The light at this time of year has a particularly ethereal quality. Dim and hazy, struggling to reach us, it sometimes seems to illuminate only shadows.
While beautiful in its own bleak way, it – combined with the post-Christmas slump and the long slog until payday – can play havoc with our minds, making the end of January feel like the darkest time of the year.
It’s not, of course (we’re on the right side of the winter solstice now), but despite the crocus bulbs sprouting up defiantly in the pots outside my front door, spring still feels a lifetime away and the energy required to get outdoors into the fresh air is difficult to summon.
But according to the science, it’d be worth it: spending time in green spaces can lift our mood and reduce stress, among other psychological and emotional health benefits.
Studies have measured cortisol in people who walk through parks versus those who don’t, and others have measured the physical and mental wellbeing of hospital patients with a window looking out on to a green area.
A whole industry has sprung up around the findings of observations like these: fields of inquiry with names such as ecopsychology, diagnostic terms including nature-deficit disorder and remedies like ecotherapy. The scientific evidence is on their side.
For nature lovers, though, it can be more of a challenge. There are no studies that show a correlation between wilder, more natural, biodiverse green spaces and higher mental health benefits, though some of us might argue – unscientifically, on the basis of personal experience – that there should be.
Can you compare the constricted, manicured rows of geraniums and neatly trimmed lawns in an urban park to the unbounded joy of a hay meadow bursting with flowers, grasses and insect life? Can you heck.
Nor are there studies that I'm aware of that show the negative impact of degraded habitats on mental health. I've ruined many walks in the Wicklow Mountains by informing friends of the ill health of the blanket bog they were admiring, or causing them to notice the almost total lack of birdsong in a conifer forest, or pointing out a freshly scrubbed-out hedgerow that they may not otherwise have seen. Those of us who notice nature notice the lack of it everywhere we go.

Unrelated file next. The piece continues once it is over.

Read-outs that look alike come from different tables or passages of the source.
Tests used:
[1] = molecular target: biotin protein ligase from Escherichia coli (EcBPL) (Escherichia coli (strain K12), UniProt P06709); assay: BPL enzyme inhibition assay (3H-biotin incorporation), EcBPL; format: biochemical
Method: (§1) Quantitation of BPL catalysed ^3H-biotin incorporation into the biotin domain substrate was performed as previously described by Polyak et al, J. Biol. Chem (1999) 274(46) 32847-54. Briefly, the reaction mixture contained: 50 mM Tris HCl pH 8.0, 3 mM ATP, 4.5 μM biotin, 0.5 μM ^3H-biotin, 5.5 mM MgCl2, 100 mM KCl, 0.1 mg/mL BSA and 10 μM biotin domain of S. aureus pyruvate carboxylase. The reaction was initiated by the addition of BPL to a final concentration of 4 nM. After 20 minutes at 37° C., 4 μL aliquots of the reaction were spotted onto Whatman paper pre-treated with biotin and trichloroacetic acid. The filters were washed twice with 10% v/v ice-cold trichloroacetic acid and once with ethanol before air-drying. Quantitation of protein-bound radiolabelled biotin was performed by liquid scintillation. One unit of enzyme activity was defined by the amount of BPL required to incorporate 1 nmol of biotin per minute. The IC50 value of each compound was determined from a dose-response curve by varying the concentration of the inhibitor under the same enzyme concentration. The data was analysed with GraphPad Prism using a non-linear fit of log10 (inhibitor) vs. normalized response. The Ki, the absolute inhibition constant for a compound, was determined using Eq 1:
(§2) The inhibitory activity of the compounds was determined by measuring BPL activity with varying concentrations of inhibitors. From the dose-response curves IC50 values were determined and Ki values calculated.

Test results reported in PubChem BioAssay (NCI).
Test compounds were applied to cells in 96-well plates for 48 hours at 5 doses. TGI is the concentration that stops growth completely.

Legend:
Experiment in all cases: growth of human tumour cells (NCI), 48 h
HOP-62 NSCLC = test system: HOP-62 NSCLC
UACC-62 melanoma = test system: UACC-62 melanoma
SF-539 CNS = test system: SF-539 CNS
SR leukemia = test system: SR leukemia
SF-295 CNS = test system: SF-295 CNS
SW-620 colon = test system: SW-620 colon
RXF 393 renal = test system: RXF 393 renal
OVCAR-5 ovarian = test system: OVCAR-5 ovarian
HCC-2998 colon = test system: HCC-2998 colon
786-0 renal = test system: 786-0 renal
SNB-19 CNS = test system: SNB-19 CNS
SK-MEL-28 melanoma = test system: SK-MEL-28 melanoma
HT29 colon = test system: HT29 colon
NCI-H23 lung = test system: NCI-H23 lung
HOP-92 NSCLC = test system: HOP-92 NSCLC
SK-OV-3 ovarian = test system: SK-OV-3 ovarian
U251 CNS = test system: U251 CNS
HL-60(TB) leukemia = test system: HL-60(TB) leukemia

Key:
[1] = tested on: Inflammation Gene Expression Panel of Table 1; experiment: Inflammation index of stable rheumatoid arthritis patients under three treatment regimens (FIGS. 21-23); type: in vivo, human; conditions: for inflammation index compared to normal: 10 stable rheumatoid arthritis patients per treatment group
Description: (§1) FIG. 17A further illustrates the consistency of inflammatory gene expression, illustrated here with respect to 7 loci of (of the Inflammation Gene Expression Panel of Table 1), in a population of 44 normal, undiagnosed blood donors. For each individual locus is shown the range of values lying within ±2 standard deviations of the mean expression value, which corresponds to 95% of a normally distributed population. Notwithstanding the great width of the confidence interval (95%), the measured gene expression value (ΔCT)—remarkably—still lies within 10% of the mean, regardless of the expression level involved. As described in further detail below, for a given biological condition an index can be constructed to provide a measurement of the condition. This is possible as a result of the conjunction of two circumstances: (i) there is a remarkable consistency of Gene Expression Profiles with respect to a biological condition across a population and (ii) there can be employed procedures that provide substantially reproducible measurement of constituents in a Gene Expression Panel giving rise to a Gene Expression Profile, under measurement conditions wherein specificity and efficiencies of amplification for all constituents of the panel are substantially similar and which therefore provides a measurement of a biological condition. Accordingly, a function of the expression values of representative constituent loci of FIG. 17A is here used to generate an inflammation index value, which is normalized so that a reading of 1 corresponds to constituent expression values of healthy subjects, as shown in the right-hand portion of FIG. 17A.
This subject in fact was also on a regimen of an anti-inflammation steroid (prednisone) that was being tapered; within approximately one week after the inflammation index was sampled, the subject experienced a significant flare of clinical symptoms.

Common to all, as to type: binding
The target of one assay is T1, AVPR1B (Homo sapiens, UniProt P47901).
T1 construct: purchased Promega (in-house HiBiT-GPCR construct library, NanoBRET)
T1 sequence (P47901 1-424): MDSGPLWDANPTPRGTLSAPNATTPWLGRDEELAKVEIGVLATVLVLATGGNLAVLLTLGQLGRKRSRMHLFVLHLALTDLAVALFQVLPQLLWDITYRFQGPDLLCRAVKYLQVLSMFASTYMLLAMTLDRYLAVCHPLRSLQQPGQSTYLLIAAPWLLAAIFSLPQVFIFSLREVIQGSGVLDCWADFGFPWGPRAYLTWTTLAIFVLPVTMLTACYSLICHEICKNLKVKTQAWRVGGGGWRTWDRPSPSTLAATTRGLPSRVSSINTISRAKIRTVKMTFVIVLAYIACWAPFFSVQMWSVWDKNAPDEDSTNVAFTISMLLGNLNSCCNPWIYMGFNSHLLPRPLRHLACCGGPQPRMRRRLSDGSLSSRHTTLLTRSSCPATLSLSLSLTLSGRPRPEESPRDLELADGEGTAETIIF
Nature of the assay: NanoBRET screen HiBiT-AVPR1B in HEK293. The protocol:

This has implications for people working in the field: ecologists, conservationists, wildlife rangers, people who entered this line of work to look after something that is being continually lost and eroded.
“Eco burnout” is a thing. Like doctors and nurses struggling to do their jobs in an underfunded hospital, or Gaeilgeoirí watching their treasured language fade from daily use, we get weary. Solace can be hard to find. Optimism can feel naive.
The 'normal' nature that we grew up with would be devastation to generations past
If it feels this way for us now, imagine what the nature lovers of the generations past might feel. The “normal” that we grew up with would be devastation to them: my father remembered the River Nore of his childhood teeming with freshwater pearl mussels, and days spent hunting in pristine waters for the pearls. When I was small, he’d pick shells out of the bed of the river – that was all there was to show me.
Today, I can’t even find shells, let alone eels, or pike, or the salmon that we used to watch leaping in the rapids.
It can be hard to focus on the bits of nature that make our hearts sing – it can be hard to even find them – but some are still out there: earlier this month, hundreds of people gathered at spots all over the country to witness one of the greatest natural spectacles this island has to offer. Enormous flocks of starlings wheeled and swelled in the skies, exploding like black fireworks, gliding like smoke. Murmurations are equal-opportunities captivators: you need no special knowledge or equipment, just a willingness to stand on a cold January evening, look up and be beguiled. Plenty did: young and old, urban and rural, all across the midlands.
It was a life-affirming experience, and one I didn't regret driving a 150km round trip to witness. Maybe it was this kind of nourishment on a bleak day that inspired the great poet Emily Dickinson to write: " 'Hope' is the thing with feathers."
Hannah Hamilton is a sustainability consultant specialising in biodiversity, conservation and environmental communications; @theriverfield